Michigan law protects nursing mothers: Will it reduce discrimination?

New Michigan law protects women while breastfeeding in public. The measure broadens protections for pregnant women, however, pregnancy discrimination at the workplace still continues.

The Breastfeeding Anti-Discrimination Act went into effect recently after Governor Rick Snyder signed off on the legislation. The new law protects nursing mothers from discrimination and allows moms to feed their babies in public as needed.

A mother nursing her child can no longer be charged with obscene conduct or indecent exposure in Michigan. Businesses may not post signs limiting women from nursing or deny them services. Michigan becomes one of 46 states with similar protections for nursing mothers.

The author of the legislation, Rep. Amanda Price, described the law as "a common-sense measure to help Michigan mothers feel comfortable with breastfeeding." This adds to workplace protections that went into place in 2010 as part of the Affordable Care Act. The law contained a provision requiring that employers provide a space to pump and reasonable break time.

These measures may make it easier for women to continue to nurse after they return to work. Another issue that many women face is gender discrimination during a pregnancy. It is often not blatant, because most employers know better. For this reason, proving a case may be quite difficult, but a skilled employment law attorney can find the right evidence.

Federal protections against pregnancy discrimination

Title VII of the Civil Rights Act of 1964 prohibits an employer from firing or discriminating against an employee based on the individual's sex or gender. This includes discrimination that may be based on:

  • Pregnancy
  • Childbirth
  • Any related condition, such as lifting restrictions

To bring a pregnancy discrimination suit the plaintiff must first present evidence that the employer discriminated against her. Then, the burden shifts to the employer to provide a non-discriminatory reason for an adverse employment action. Finally, the plaintiff can argue that the reason was in fact pretextual or a cover for the discriminatory actions.

There are various multi-part tests for each of the above elements. An employment discrimination attorney can explain these in more detail.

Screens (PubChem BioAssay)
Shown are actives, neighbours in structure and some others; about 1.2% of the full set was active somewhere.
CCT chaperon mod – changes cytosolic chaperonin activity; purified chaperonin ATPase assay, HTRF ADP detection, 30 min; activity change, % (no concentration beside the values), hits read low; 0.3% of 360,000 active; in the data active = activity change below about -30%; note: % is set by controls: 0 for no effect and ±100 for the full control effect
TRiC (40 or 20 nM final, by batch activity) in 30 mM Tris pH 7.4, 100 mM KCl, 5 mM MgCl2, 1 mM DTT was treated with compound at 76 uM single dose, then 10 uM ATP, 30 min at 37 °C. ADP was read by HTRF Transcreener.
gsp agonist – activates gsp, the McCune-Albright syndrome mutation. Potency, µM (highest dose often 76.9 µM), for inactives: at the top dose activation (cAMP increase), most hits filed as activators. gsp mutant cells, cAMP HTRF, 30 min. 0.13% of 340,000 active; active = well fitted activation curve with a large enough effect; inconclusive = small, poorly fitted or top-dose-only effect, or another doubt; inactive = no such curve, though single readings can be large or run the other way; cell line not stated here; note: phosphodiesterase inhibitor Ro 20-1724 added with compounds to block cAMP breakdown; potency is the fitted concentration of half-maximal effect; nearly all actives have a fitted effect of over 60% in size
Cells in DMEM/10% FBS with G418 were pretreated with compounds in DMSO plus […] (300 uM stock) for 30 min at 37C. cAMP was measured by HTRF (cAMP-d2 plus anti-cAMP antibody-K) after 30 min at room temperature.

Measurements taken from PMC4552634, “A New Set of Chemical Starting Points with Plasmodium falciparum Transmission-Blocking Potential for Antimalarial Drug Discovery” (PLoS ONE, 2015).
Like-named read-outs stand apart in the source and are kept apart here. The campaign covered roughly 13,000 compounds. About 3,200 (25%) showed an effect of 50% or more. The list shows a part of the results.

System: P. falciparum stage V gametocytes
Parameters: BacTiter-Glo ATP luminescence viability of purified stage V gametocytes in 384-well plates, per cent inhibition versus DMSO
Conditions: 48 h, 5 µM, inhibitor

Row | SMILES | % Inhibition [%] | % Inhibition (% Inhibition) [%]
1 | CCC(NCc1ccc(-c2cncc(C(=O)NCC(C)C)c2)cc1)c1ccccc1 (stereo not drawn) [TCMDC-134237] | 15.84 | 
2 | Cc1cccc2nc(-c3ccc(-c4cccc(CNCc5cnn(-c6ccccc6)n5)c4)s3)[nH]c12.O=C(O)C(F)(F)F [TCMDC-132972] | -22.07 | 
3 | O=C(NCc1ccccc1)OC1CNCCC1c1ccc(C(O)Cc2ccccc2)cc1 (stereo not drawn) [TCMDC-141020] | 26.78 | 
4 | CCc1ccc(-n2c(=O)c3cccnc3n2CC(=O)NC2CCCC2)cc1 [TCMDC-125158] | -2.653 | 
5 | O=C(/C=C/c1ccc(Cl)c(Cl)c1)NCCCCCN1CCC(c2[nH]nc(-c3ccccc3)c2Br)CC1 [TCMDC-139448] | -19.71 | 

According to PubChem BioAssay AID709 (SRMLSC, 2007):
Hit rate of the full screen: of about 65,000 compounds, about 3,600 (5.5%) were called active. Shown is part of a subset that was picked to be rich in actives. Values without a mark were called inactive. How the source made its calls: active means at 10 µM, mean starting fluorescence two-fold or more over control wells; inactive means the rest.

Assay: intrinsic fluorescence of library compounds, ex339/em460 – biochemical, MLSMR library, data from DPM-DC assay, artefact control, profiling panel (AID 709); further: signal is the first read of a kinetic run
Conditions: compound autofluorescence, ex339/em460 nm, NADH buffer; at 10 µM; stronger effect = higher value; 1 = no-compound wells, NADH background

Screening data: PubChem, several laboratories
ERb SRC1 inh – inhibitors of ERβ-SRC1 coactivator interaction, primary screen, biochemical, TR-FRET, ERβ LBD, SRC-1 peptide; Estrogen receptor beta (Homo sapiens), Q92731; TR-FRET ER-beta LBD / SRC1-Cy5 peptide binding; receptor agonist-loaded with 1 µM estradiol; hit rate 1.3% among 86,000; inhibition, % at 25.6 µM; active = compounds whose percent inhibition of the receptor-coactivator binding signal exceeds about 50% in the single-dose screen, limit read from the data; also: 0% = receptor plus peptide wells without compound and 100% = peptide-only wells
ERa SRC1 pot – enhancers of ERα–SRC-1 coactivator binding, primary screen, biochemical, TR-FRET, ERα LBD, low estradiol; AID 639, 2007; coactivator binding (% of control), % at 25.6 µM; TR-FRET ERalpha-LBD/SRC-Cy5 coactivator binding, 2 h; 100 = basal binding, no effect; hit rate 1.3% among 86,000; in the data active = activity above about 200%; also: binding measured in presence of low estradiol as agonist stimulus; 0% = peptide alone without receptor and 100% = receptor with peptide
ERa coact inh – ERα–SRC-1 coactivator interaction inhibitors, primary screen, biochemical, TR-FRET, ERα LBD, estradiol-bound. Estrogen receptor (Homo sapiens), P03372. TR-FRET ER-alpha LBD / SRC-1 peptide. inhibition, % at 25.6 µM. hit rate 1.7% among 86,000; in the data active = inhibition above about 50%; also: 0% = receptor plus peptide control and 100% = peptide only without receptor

What might constitute pretextual actions?

In one Michigan case from last year, an employer fired a CNA when her physician placed a lifting restriction due to prior miscarriages. The CNA had been with the company for more than a year and had always performed her duties competently. However, when the company learned she was pregnant they requested a doctor's note that no employment restrictions existed. When the woman's doctor faxed a note stating "only restriction no lifting over #50" she was effectively fired.

She told her employer she did not want to begin FMLA leave, because she was only in her second trimester. When she picked up her employment records, a co-owner of the company opined that later in her pregnancy her "belly would be in the way" anyway. The company argued its policy was pregnancy-blind and they terminated all employees with such restrictions.

In this case, the worker alleged enough facts to get past an initial summary judgment motion. Because the employer claimed to have a pregnancy-blind policy, she needed to show that it was in effect a cover for their discriminatory conduct. The comment of the co-owner likely helped in that regard.

Losing a job while pregnant is devastating and may affect your ability to provide for your family. If you believe a discriminatory policy at your company lead to the decision, contact an experienced employment discrimination attorney to discuss your case.

Keywords: pregnancy discrimination, lifting restrictions, accomodations